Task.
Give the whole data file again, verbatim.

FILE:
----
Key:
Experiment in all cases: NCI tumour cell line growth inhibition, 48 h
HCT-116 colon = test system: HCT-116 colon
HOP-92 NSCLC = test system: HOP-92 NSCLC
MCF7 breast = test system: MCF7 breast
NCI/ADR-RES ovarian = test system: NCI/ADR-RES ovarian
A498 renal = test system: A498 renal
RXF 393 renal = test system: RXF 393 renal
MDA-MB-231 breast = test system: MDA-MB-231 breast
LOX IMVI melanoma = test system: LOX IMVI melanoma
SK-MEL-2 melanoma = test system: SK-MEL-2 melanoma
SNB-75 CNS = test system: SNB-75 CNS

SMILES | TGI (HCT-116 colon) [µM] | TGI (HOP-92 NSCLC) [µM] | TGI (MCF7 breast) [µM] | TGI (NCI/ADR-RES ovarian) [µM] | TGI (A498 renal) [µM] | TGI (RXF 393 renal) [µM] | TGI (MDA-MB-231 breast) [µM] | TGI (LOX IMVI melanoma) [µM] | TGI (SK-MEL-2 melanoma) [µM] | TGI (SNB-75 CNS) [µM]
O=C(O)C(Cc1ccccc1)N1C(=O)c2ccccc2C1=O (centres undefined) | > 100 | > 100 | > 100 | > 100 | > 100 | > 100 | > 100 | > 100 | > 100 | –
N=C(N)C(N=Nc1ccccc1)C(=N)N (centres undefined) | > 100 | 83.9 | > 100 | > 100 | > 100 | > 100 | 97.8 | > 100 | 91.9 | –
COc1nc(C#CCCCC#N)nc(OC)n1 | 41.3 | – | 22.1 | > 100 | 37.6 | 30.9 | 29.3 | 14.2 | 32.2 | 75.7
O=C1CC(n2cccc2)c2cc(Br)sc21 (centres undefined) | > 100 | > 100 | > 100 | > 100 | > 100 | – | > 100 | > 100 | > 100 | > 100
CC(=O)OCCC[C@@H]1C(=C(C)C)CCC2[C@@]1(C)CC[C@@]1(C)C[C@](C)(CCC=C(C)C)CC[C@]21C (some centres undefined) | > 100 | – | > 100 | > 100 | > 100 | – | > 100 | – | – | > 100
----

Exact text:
Key:
Experiment in all cases: NCI tumour cell line growth inhibition, 48 h
HCT-116 colon = test system: HCT-116 colon
HOP-92 NSCLC = test system: HOP-92 NSCLC
MCF7 breast = test system: MCF7 breast
NCI/ADR-RES ovarian = test system: NCI/ADR-RES ovarian
A498 renal = test system: A498 renal
RXF 393 renal = test system: RXF 393 renal
MDA-MB-231 breast = test system: MDA-MB-231 breast
LOX IMVI melanoma = test system: LOX IMVI melanoma
SK-MEL-2 melanoma = test system: SK-MEL-2 melanoma
SNB-75 CNS = test system: SNB-75 CNS

SMILES | TGI (HCT-116 colon) [µM] | TGI (HOP-92 NSCLC) [µM] | TGI (MCF7 breast) [µM] | TGI (NCI/ADR-RES ovarian) [µM] | TGI (A498 renal) [µM] | TGI (RXF 393 renal) [µM] | TGI (MDA-MB-231 breast) [µM] | TGI (LOX IMVI melanoma) [µM] | TGI (SK-MEL-2 melanoma) [µM] | TGI (SNB-75 CNS) [µM]
O=C(O)C(Cc1ccccc1)N1C(=O)c2ccccc2C1=O (centres undefined) | > 100 | > 100 | > 100 | > 100 | > 100 | > 100 | > 100 | > 100 | > 100 | –
N=C(N)C(N=Nc1ccccc1)C(=N)N (centres undefined) | > 100 | 83.9 | > 100 | > 100 | > 100 | > 100 | 97.8 | > 100 | 91.9 | –
COc1nc(C#CCCCC#N)nc(OC)n1 | 41.3 | – | 22.1 | > 100 | 37.6 | 30.9 | 29.3 | 14.2 | 32.2 | 75.7
O=C1CC(n2cccc2)c2cc(Br)sc21 (centres undefined) | > 100 | > 100 | > 100 | > 100 | > 100 | – | > 100 | > 100 | > 100 | > 100
CC(=O)OCCC[C@@H]1C(=C(C)C)CCC2[C@@]1(C)CC[C@@]1(C)C[C@](C)(CCC=C(C)C)CC[C@]21C (some centres undefined) | > 100 | – | > 100 | > 100 | > 100 | – | > 100 | – | – | > 100